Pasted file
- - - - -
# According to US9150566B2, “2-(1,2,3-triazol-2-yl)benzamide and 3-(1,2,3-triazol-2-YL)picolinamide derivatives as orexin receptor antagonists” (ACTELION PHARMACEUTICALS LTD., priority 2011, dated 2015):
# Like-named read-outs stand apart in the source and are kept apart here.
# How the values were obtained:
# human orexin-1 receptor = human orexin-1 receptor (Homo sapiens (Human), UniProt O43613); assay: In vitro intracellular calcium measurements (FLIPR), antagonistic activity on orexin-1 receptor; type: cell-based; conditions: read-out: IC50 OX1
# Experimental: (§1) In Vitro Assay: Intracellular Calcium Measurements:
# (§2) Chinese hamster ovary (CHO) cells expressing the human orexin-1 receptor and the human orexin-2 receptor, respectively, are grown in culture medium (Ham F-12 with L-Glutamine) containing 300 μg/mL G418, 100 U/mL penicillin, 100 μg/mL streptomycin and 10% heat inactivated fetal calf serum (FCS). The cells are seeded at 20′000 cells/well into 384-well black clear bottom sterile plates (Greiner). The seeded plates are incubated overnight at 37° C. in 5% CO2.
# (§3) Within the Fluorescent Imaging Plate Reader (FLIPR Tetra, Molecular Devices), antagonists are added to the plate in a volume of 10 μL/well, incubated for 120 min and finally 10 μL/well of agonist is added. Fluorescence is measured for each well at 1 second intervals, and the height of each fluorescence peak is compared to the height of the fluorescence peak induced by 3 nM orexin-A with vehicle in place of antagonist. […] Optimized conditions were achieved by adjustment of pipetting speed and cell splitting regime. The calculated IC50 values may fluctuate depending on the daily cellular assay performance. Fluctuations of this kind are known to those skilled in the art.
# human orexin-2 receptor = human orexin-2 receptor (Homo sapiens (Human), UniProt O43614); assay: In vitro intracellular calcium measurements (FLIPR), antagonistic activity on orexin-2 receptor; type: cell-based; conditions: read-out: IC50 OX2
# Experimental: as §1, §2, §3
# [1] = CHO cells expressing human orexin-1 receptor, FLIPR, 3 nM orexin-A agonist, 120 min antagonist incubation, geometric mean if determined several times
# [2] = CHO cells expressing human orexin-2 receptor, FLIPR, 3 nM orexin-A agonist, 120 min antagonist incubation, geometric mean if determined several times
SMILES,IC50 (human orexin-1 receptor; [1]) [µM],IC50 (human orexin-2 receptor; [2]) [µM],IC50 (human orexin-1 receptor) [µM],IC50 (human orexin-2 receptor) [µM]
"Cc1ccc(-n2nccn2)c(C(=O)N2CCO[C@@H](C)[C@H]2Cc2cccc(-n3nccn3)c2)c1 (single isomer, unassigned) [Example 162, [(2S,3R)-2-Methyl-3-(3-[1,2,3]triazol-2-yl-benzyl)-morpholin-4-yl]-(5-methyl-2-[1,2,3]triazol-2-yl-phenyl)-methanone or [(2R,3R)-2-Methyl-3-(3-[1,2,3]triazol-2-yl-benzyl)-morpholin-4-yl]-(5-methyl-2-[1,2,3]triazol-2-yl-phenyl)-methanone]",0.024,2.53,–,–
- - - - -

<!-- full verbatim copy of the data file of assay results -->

# According to US9150566B2, “2-(1,2,3-triazol-2-yl)benzamide and 3-(1,2,3-triazol-2-YL)picolinamide derivatives as orexin receptor antagonists” (ACTELION PHARMACEUTICALS LTD., priority 2011, dated 2015):
# Like-named read-outs stand apart in the source and are kept apart here.
# How the values were obtained:
# human orexin-1 receptor = human orexin-1 receptor (Homo sapiens (Human), UniProt O43613); assay: In vitro intracellular calcium measurements (FLIPR), antagonistic activity on orexin-1 receptor; type: cell-based; conditions: read-out: IC50 OX1
# Experimental: (§1) In Vitro Assay: Intracellular Calcium Measurements:
# (§2) Chinese hamster ovary (CHO) cells expressing the human orexin-1 receptor and the human orexin-2 receptor, respectively, are grown in culture medium (Ham F-12 with L-Glutamine) containing 300 μg/mL G418, 100 U/mL penicillin, 100 μg/mL streptomycin and 10% heat inactivated fetal calf serum (FCS). The cells are seeded at 20′000 cells/well into 384-well black clear bottom sterile plates (Greiner). The seeded plates are incubated overnight at 37° C. in 5% CO2.
# (§3) Within the Fluorescent Imaging Plate Reader (FLIPR Tetra, Molecular Devices), antagonists are added to the plate in a volume of 10 μL/well, incubated for 120 min and finally 10 μL/well of agonist is added. Fluorescence is measured for each well at 1 second intervals, and the height of each fluorescence peak is compared to the height of the fluorescence peak induced by 3 nM orexin-A with vehicle in place of antagonist. […] Optimized conditions were achieved by adjustment of pipetting speed and cell splitting regime. The calculated IC50 values may fluctuate depending on the daily cellular assay performance. Fluctuations of this kind are known to those skilled in the art.
# human orexin-2 receptor = human orexin-2 receptor (Homo sapiens (Human), UniProt O43614); assay: In vitro intracellular calcium measurements (FLIPR), antagonistic activity on orexin-2 receptor; type: cell-based; conditions: read-out: IC50 OX2
# Experimental: as §1, §2, §3
# [1] = CHO cells expressing human orexin-1 receptor, FLIPR, 3 nM orexin-A agonist, 120 min antagonist incubation, geometric mean if determined several times
# [2] = CHO cells expressing human orexin-2 receptor, FLIPR, 3 nM orexin-A agonist, 120 min antagonist incubation, geometric mean if determined several times
SMILES,IC50 (human orexin-1 receptor; [1]) [µM],IC50 (human orexin-2 receptor; [2]) [µM],IC50 (human orexin-1 receptor) [µM],IC50 (human orexin-2 receptor) [µM]
"Cc1ccc(-n2nccn2)c(C(=O)N2CCO[C@@H](C)[C@H]2Cc2cccc(-n3nccn3)c2)c1 (single isomer, unassigned) [Example 162, [(2S,3R)-2-Methyl-3-(3-[1,2,3]triazol-2-yl-benzyl)-morpholin-4-yl]-(5-methyl-2-[1,2,3]triazol-2-yl-phenyl)-methanone or [(2R,3R)-2-Methyl-3-(3-[1,2,3]triazol-2-yl-benzyl)-morpholin-4-yl]-(5-methyl-2-[1,2,3]triazol-2-yl-phenyl)-methanone]",0.024,2.53,–,–